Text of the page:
Art, limitations, and Lotte Reiniger

I was thrilled to see the Google Doodle celebrating such a progressive woman in the field of animation!

When I got really into animation for awhile last year, I came across Lotte Reiniger’s silhouette animation Aschenputtel (Cinderella). Today is Reiniger’s birthday—the German genius would have been 117.

Aschenputtel came out when Walt Disney was twenty one, 28 years before his Cinderella and six years before Mickey Mouse was created. It is the epitome of early animation: delicate, short, and soundless.

I love how her animations work within her limitations. Made by moving paper dolls bit by bit (think claymation), the over 40 animations she made over her career took days upon days, and still look great. Stylized, sure, but great.

Artists work wonderfully in limitations. Since art is basically indefinable, there are rarely any limits except those an artist chooses, but when an artist makes their own boundaries the art flourishes like a well-kept garden. Think the strictness of form poetry or the layered meter of Mozart.

If an author were to write words as they flow to their head, the story would be ill-structured, random, poorly-worded.

It’s interesting how something so freeing works so well in boundaries. People like limitations, to an extent. Rules in art are special, as they work just as wonderfully when followed as when broken.

Nonetheless, Reinger worked in a time when animation was young and new, and her limitations were more technical than by choice. However, she managed to create a masterpiece within her limitations of soundlessness and time…but broke the limitation of technology by inventing silhouette animation.

And by the way, she didn’t just beat Disney to Cinderella. She beat him to the first feature length animated film. While Disney’s Snow White and the Seven Dwarfs is often given that credit, Reinger’s The Adventures of Prince Achmed,  the oldest surviving feature length animated film, came out in 1926, over ten years before Disney’s attempt.

Cough Syrup

I’ve been really into the song Cough Syrup by Young the Giant recently. I’ve been listening to it nonstop and learning to play it on ukulele.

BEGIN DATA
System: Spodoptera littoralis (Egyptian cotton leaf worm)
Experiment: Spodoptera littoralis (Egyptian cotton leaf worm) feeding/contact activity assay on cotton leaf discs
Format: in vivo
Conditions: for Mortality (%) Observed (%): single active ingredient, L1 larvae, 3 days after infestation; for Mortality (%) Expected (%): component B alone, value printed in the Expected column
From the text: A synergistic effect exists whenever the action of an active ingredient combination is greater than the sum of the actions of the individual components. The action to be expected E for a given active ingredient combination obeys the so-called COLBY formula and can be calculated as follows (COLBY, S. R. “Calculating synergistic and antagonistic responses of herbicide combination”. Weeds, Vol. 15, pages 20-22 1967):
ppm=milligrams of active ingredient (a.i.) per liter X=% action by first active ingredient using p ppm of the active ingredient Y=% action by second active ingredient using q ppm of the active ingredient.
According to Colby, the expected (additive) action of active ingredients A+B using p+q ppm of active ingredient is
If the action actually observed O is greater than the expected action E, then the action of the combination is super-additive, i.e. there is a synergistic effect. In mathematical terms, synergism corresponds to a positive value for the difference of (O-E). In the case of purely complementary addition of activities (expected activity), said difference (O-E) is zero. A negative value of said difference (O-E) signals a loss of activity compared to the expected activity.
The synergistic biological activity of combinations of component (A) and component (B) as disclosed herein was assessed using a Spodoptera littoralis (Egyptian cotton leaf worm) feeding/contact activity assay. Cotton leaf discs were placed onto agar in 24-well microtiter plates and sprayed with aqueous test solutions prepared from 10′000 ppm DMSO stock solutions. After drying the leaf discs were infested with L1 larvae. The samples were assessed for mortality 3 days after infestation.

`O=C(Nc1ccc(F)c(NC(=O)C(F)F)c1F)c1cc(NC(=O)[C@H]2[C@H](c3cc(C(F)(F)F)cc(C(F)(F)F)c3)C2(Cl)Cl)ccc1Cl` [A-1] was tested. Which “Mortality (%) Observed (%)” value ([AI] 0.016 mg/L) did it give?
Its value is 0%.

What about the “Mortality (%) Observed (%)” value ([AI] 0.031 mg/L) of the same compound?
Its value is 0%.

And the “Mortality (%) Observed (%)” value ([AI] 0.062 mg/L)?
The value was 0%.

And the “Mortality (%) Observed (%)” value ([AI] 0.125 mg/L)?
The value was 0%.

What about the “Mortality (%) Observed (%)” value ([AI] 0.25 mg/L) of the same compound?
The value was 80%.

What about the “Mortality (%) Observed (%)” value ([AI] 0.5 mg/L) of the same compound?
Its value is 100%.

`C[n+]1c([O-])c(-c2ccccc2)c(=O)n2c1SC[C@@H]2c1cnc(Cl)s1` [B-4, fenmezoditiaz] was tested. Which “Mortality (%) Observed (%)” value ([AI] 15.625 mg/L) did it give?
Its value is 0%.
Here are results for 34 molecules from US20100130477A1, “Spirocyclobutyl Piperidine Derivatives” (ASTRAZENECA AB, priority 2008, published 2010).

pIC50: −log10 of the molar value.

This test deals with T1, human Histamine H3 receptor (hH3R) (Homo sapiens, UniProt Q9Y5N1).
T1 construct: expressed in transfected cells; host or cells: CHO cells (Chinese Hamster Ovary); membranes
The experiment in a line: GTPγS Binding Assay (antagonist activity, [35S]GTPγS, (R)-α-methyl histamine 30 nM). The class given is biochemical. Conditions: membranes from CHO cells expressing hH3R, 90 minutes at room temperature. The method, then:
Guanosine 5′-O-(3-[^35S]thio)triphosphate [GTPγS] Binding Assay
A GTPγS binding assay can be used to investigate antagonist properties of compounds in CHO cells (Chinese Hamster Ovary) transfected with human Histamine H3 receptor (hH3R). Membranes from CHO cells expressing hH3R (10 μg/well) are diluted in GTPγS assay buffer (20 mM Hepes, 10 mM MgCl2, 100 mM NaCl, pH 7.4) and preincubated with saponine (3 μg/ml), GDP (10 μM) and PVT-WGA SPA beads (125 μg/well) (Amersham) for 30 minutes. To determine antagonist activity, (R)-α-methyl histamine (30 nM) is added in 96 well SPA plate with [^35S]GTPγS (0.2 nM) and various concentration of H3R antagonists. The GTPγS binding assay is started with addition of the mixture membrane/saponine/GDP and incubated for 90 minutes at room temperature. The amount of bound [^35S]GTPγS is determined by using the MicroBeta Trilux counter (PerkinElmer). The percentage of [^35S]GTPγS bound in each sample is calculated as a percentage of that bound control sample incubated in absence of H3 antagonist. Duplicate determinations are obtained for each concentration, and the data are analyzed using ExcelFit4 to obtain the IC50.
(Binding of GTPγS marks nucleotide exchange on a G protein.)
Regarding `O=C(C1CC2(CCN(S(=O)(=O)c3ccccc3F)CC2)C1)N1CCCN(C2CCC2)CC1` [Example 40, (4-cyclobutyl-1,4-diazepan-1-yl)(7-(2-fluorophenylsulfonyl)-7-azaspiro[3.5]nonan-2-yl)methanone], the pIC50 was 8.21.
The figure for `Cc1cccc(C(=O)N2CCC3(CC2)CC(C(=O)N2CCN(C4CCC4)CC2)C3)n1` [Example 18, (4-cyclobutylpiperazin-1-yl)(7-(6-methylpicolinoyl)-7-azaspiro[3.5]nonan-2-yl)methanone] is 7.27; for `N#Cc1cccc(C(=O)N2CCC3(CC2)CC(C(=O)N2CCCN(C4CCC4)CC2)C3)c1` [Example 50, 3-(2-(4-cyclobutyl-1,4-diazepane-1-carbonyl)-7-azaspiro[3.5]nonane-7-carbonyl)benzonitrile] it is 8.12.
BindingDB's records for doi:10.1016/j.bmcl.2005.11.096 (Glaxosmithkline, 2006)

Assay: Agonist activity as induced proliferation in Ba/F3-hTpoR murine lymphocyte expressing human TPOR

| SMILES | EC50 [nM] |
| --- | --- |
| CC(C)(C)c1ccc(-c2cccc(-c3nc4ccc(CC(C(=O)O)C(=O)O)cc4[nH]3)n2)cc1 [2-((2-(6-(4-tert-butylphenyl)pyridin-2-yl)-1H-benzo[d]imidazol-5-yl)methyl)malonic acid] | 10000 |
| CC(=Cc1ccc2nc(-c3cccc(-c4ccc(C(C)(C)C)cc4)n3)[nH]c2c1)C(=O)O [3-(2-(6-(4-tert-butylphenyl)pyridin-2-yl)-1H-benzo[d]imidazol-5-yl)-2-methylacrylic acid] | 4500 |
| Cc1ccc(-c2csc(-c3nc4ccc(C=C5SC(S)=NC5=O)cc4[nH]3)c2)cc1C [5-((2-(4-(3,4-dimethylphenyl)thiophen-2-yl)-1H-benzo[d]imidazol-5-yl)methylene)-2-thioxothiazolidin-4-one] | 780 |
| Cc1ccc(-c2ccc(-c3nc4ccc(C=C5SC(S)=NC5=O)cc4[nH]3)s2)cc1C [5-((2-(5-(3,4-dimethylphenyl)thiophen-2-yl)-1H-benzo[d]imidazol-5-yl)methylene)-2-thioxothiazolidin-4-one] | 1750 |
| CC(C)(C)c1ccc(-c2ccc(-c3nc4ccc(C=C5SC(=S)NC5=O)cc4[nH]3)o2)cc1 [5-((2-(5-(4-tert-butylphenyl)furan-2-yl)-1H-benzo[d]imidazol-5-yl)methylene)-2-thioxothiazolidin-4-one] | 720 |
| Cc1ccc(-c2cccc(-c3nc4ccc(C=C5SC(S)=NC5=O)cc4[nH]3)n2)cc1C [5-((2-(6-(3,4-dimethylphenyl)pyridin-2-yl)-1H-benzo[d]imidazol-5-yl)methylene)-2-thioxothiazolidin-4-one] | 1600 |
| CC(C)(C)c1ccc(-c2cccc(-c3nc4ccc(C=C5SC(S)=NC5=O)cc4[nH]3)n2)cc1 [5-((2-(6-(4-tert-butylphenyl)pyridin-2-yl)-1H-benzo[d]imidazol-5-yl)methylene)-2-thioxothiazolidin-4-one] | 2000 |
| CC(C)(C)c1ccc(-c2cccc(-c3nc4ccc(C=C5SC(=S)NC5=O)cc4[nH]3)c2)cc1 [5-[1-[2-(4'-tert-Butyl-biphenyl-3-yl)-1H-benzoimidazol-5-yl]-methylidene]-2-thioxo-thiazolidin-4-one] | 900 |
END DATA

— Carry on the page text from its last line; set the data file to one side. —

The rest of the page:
Whenever I start getting really into a song, it’s usually because of the lyrics matching some aspect of my life. I got really into love songs when I was trying to convince my boyfriend to go out with me, for example. So, why Cough Syrup now?

I don’t feel quite like Life’s too short to even care at all. But I do sometimes feel like there is some fortune that I should have found by now

Sometimes we feel like we work so hard, but go unrewarded. I certainly do a lot. I feel like there should have been a fortune found by now.

I think everyone raised on Disney and storybooks goes through this at a point. After all, it took me a long time before I realized that there is no “ending” to growing up. You don’t someday get a job and then live happily ever after from then on out–you just keep living. There is no “happy ending, everything stays the same now,” ever.

There also is no singular goal to life. Sometimes I think life would be easier if I were born Cinderella or Ariel or whomever–at least then I would have some sort of life goal. But life doesn’t have built in goals, you have to make your own, and solving problems you make up is more difficult than fighting a dragon placed in your path.

Because what if you choose the wrong goal? Or a goal too difficult to tackle?

So I run to the things that could restore me, restore life the way it should be.

I try to get into meditation, yoga, healthy eating, exercising…all the stuff they say makes you feel better, but the only thing that has had an improvement I can see is sleeping more, which is literally like, “if you spend less time awake, life is better.” Great.

So what do we do? What is the magic cough syrup that restores life to the way it should be?

Well, I’m still searching…and I think it’s different for everybody. It’s probably love. In the Disney movies it’s always love:) They have to have some truth to them, right?

It probably is love, now that I think about it. I wish they could bottle love up like a medicine.

A dark world aches for a splash of the sun…